Weis Calls Haywood's Number

Notre Dame head coach Charlie Weis had been thinking about relinquishing his role as the Irish play-caller for quite some time, but blindsided offensive coordinator Mike Haywood with the thought of it while the two were driving on a recent recruiting trip.

"I was concerned," Weis joked of Haywood possibly crashing the rental car in shock.

It's doubtful Haywood was the only Notre Dame coach caught off guard by Weis' decision, but heading into spring football practice, that's what will happen. Haywood will write the offensive scripts, and the rest of the offensive staff will assist in calling the offense.

Weis holds the right to interject.

One of the most respected offensive minds in the game of football today, it certainly wasn't an easy decision for the fourth-year head coach to hand over the play-calling duties.

"I'm going to try and cut the proverbial umbilical cord and try and move myself a little bit away from being the sole primary guy on the offensive staff," Weis said. His play calling helped the New England Patriots win three Super Bowls before he took over in South Bend.

"I'm trying to do this," Weis later said. "This is a tough one for me to do, but I'm trying to give them an opportunity to run the offense with me interjecting rather than me demanding and telling them everything we're going to do. So that's how we're going to run this in the spring.

"Now everyone is coaching the same positions, nothing's changing. They're all doing what they do, we're just going to try and do it with the head coach less involved. My wife knows I'm going through withdrawal on this one right here. This is really not the easiest thing but it gives us the opportunity to see if we can't be more expansive on our ideas. I think that sometimes when you have a number of good coaches you get stymied a little bit when you have a very domineering presence as the head coach that is also involved with the offense."

After talking with some current and former players, Weis said that he will now spend more time with the players, which is something he feels is something he hasn't done since he's been here. He's spent more time with the offensive coaches than the offensive players, and he would also like to interact more with the defensive players.

This start's ASAP.

"When they go workout at six o'clock Monday morning, I'm going to be in there with them and see if I can't start being more a, I wouldn't say more open, but more approachable with the players because I think that, especially the young guys, it's so intimidating, they don't know they can come in and talk about anything," Weis explained. "And I think if we're going to play a bunch of young guys, which we did last year, I think the one thing I have to do is make sure I'm more approachable. I'm going to start working on that, now that recruiting is over, start working on that on Monday."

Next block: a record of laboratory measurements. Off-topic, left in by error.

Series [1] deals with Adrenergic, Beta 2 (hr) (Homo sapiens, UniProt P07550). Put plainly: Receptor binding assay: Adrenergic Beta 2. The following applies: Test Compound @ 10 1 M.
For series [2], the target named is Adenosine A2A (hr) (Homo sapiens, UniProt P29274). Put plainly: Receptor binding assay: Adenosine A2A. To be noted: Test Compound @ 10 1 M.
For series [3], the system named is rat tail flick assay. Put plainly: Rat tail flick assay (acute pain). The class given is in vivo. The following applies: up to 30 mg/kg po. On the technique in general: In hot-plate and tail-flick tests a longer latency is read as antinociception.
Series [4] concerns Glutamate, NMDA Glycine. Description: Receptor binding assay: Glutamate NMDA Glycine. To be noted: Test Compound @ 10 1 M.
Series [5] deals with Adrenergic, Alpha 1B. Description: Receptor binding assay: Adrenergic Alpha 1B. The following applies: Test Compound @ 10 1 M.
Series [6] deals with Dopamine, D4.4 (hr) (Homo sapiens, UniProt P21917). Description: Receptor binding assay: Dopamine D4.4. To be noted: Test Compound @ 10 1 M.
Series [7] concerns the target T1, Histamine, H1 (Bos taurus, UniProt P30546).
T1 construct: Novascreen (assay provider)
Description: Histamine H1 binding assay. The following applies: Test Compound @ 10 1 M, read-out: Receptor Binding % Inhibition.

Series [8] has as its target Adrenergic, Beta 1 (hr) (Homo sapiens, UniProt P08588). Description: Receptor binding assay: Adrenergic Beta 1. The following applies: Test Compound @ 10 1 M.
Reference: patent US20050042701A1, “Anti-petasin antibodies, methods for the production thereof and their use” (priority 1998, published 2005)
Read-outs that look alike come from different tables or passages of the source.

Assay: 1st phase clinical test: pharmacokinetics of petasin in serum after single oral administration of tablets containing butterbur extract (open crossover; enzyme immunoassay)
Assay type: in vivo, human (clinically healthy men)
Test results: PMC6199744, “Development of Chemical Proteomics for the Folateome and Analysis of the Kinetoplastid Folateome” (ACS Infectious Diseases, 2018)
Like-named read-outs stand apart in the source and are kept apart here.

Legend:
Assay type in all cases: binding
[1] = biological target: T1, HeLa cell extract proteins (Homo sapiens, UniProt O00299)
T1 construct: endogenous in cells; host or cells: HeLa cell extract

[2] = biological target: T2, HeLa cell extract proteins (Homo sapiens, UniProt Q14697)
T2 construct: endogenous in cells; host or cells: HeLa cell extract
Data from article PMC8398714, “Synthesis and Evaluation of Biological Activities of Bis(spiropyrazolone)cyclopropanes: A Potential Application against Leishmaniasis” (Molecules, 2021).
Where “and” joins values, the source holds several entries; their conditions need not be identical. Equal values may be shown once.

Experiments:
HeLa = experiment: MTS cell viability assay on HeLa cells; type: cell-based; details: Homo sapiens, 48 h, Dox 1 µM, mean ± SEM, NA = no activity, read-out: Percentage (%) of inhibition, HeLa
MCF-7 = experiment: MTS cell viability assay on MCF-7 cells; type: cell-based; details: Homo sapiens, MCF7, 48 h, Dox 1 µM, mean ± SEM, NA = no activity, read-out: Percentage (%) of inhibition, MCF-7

Players on the team that were never neglected by lack of attention from Weis were the quarterbacks.

"I'll stay involved with coaching the quarterbacks," Weis stated. "I always feel my greatest strength as a football coach is developing quarterbacks. So I think that Jimmy (Clausen) and Evan (Sharpley) and now the new guy, for all those guys, I think that is the part of what I do. I think that (quarterbacks coach) Ron (Powlus) and I have already discussed this, that I will always will be part of developing that position, and I'll always be part of the development of the offense, but I don't want to pigeon hole the offensive staff."

Weis knew some changes had to be made. After two-straight BCS appearances with an explosive offense, a young Irish team suffered through a 3-9 fall, with the nation's worst offense. Weis was already heading in the direction of handing over the play-calling duties to his staff in late December. Meeting with New England Patriots coach Bill Belichick and some of his staff before their regular season finale against the New York Giants confirmed his decision.

"It was like I wanted somebody to help me out with this, confirm I was moving in the right direction," Weis said.

"I just felt that I had to after this past season, figure out the whole laundry list of things on and off the field I wanted to make better, and this is one of them, so this is what I'm doing.

Haywood has been Notre Dame's running backs coach since joining Weis' initial staff. Before that, he coached the running backs at Texas under Mack Brown. This will be his first time getting to be the play caller in his coaching career dating back to 1988. Instead of making suggestions, he'll now be making decisions.

"I trust Michael and the offensive staff that they'll do a good job doing it," Weis said. "If they do a good job as an offensive staff, I can do a much better job as head coach, and it gives us a much better chance of winning."

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